Eurocamp Travel

Eurocamp Travel

Short Case

Eurocamp Travel

Eurocamp Travel, which provides family camping holidays, has a reputation for the high-quality of its equipment and services, and has become market leader in this rapidly growing holiday sector. In recent years, sales offices have been opened in the Netherlands and Germany, and Eurocamp’s geographic coverage has been extended from its original French sites to include sites throughout Europe. As the business has become larger and more complex, the demands placed on the office systems have also become greater, reinforcing the need for functional specialization of staff, yet requiring more interdepartmental understanding and cooperation. When it became clear that Eurocamp’s service package could be copied by competitors eager to attract premium customers, the company decided to reinforce quality at every stage in their process. This was, they believed, the main criterion that already differentiated Eurocamp, and this was also potentially the most difficult for lower priced competitors to follow. A consultant was brought in to facilitate a major quality improvement programme. This was conceived as a ‘top-down’ approach, whereby important projects were identified and tackled by trained teams, But soon it became apparent that these early projects were not achieving the anticipated sustainable improvements. It also became clear that the failure was largely the result of only involving senior managers, who could not devote the time required to projects, and did not fully understand the process concerned. Those employees who did have a very detailed understanding of the process had been excluded from problem definition, evaluation and implementation of changes. So, the company launched their quality management system (QMS) initiative. Each department established a quality steering committee which comprised at least one director, a trained facilitator and volunteers from every grade of employee. The emphasis at this stage was on the identification and improvement of internal processes with further emphasis on satisfying the internal customer. Early success demonstrated the validity of this approach and generated a high level of enthusiasm throughout the company.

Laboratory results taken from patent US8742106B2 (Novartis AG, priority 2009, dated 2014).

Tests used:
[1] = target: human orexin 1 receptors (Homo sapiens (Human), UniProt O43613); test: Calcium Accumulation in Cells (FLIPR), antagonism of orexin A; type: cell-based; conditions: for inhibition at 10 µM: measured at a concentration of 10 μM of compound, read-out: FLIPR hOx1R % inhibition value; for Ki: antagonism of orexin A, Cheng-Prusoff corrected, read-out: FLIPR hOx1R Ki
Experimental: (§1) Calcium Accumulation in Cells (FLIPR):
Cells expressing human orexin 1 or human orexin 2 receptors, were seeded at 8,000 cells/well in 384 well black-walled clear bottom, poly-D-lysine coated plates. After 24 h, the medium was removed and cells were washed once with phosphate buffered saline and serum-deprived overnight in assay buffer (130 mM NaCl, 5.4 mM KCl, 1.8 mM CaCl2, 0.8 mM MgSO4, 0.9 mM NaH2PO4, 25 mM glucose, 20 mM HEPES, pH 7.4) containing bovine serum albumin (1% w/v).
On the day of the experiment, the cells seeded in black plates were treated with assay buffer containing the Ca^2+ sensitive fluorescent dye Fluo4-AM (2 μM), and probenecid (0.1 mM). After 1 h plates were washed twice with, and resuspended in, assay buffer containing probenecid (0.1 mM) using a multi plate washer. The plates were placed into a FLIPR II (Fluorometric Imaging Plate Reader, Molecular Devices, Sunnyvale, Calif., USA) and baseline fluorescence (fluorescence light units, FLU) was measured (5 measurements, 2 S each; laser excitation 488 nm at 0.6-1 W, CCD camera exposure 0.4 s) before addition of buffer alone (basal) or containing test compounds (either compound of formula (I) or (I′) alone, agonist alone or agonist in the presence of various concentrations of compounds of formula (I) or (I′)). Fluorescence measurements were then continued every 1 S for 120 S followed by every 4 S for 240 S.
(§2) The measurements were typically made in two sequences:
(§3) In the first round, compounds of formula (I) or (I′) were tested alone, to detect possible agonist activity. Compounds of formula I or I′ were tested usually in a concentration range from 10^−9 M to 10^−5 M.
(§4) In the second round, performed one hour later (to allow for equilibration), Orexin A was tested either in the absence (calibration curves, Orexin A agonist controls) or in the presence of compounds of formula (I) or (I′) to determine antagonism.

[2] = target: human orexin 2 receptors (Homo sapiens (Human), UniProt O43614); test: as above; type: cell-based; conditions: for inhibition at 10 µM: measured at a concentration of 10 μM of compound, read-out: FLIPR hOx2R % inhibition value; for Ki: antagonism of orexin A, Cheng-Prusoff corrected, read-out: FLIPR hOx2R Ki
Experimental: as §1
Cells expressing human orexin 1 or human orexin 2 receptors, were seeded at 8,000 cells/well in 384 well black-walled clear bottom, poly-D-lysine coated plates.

Questions

1Why are the differences between the first ‘top-down‘ attempt, and the second attempt at establishing a quality initiative?

2What do you think are the main advantages and problems with the more participative approach?